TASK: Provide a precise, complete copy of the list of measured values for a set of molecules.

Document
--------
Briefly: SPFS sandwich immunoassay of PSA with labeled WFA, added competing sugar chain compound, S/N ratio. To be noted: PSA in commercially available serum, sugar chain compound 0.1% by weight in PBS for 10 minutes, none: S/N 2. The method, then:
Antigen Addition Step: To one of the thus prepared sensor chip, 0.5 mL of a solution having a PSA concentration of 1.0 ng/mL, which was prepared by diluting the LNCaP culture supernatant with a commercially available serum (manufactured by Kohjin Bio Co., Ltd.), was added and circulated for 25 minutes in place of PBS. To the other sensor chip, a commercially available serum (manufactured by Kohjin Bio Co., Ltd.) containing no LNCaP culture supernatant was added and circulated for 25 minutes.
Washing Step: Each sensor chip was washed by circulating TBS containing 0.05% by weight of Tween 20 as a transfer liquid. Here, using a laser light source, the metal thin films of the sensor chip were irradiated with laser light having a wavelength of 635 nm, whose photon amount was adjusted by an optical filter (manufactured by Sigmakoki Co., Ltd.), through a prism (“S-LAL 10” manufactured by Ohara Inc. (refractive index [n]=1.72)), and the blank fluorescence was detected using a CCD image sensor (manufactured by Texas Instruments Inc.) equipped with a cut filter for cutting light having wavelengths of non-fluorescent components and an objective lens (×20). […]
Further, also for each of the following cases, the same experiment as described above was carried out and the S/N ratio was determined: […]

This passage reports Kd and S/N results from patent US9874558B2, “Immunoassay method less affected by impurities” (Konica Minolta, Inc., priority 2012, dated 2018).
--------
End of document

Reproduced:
Briefly: SPFS sandwich immunoassay of PSA with labeled WFA, added competing sugar chain compound, S/N ratio. To be noted: PSA in commercially available serum, sugar chain compound 0.1% by weight in PBS for 10 minutes, none: S/N 2. The method, then:
Antigen Addition Step: To one of the thus prepared sensor chip, 0.5 mL of a solution having a PSA concentration of 1.0 ng/mL, which was prepared by diluting the LNCaP culture supernatant with a commercially available serum (manufactured by Kohjin Bio Co., Ltd.), was added and circulated for 25 minutes in place of PBS. To the other sensor chip, a commercially available serum (manufactured by Kohjin Bio Co., Ltd.) containing no LNCaP culture supernatant was added and circulated for 25 minutes.
Washing Step: Each sensor chip was washed by circulating TBS containing 0.05% by weight of Tween 20 as a transfer liquid. Here, using a laser light source, the metal thin films of the sensor chip were irradiated with laser light having a wavelength of 635 nm, whose photon amount was adjusted by an optical filter (manufactured by Sigmakoki Co., Ltd.), through a prism (“S-LAL 10” manufactured by Ohara Inc. (refractive index [n]=1.72)), and the blank fluorescence was detected using a CCD image sensor (manufactured by Texas Instruments Inc.) equipped with a cut filter for cutting light having wavelengths of non-fluorescent components and an objective lens (×20). […]
Further, also for each of the following cases, the same experiment as described above was carried out and the S/N ratio was determined: […]

This passage reports Kd and S/N results from patent US9874558B2, “Immunoassay method less affected by impurities” (Konica Minolta, Inc., priority 2012, dated 2018).